Chemical Safety: Disinfectants

Disinfectant chemicals are almost always supplied in concentrated form.  If they are RTU (Ready to Use) they will state NOT to dilute but use as is.  Concentrated disinfectants must be correctly diluted with water to create a germ-killing solution with the proper strength based on required dwell/contact time.  Note that most disinfectants will be packaged in a translucent bottle/jug to protect it from light.  It can also have a limited shelf life once mixed with water so verify how long it can/should be used before disposal.  Follow all dilution instructions carefully in order to ensure thorough disinfection, to avoid the creation of safety hazards, and to keep from damaging surfaces.  Finally, all products claiming to be “disinfectants” should have an EPA Registration Number that means it has met government standards for disinfecting properties.  

Never try to make a cleaner/disinfectant yourself by mixing different chemicals. It is far safer and much more effective to use products specifically developed by a manufacturer.  Workers who try to mix products should be written up and re-trained since this can be a serious safely violation if the wrong products are combined.

Many disinfectants have no cleaning properties and can lose their efficacy when encountering soils such as grease and dirt.  They must have a “detergency” to remove the soils before they can be effective.  To remove dirt and kill germs, you can use either a one-step or a two-step process:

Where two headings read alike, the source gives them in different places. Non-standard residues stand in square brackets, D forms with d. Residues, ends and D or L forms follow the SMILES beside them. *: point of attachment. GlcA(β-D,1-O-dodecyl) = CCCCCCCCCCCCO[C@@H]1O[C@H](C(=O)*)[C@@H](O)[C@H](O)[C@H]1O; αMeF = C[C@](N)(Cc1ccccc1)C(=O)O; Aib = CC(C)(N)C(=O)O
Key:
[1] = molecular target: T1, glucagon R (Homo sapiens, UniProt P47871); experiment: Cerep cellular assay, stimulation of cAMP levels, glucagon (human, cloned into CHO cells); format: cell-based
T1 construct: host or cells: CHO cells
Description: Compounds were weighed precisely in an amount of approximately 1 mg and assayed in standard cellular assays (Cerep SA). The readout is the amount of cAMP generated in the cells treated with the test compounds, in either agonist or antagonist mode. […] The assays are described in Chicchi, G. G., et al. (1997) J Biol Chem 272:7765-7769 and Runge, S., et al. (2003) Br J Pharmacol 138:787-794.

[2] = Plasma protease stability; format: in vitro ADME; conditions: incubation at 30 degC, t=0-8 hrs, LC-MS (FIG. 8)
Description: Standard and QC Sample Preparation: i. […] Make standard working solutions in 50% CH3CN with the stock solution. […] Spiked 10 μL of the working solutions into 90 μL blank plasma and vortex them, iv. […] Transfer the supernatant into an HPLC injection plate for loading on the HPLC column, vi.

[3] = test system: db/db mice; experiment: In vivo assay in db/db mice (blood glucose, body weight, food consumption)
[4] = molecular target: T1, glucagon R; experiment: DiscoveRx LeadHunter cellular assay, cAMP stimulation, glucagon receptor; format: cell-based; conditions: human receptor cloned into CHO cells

• The one-step process involves a single cleaning/disinfectant solution. Such a product performs both actions at once, and neither the disinfectant chemical nor the cleaning agent interferes with the action of the other.  Read label carefully regarding need to rinse and dry certain surfaces.
  • The two-step process begins with removal of surface soil with some type of cleaning agent (most commonly a detergent). This is followed by immediately applying a separate disinfectant that kills germs left on the surface.

Some disinfectants kill only a limited spectrum of germs. Most disinfectants, those said to have a “broad range of kill,” work against a variety of pathogens when used correctly. Others kill germs and bacteria well but may damage surfaces or possibly can harm people. Each type of disinfectant has advantages and disadvantages so consult with your vendor to determine what works for your particular needs. Disinfectants are designed to kill certain microorganisms on a surface, so there is a debate about how ‘green’ a disinfectant can be. With the rise of sodium peroxide and hydrogen peroxide disinfectants, there are “greener” alternatives than the traditional quat or phenol-based disinfectants, but they all pose a health risk to custodial technicians and building occupants if used improperly. It is important to identify the most effective and safest product since we not only want to kill dangerous pathogens but also protect workers and others from any hazardous side effects.  Using a disinfectant incorrectly can put everyone at risk if the pathogens are not destroyed or human beings are exposed to hazardous chemicals. 


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